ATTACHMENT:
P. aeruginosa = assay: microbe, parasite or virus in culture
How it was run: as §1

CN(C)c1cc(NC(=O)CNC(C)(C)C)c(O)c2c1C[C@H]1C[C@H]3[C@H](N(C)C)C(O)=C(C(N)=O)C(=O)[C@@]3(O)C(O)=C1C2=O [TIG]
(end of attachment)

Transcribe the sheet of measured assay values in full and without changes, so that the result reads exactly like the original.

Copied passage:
P. aeruginosa = assay: microbe, parasite or virus in culture
How it was run: as §1

CN(C)c1cc(NC(=O)CNC(C)(C)C)c(O)c2c1C[C@H]1C[C@H]3[C@H](N(C)C)C(O)=C(C(N)=O)C(=O)[C@@]3(O)C(O)=C1C2=O [TIG]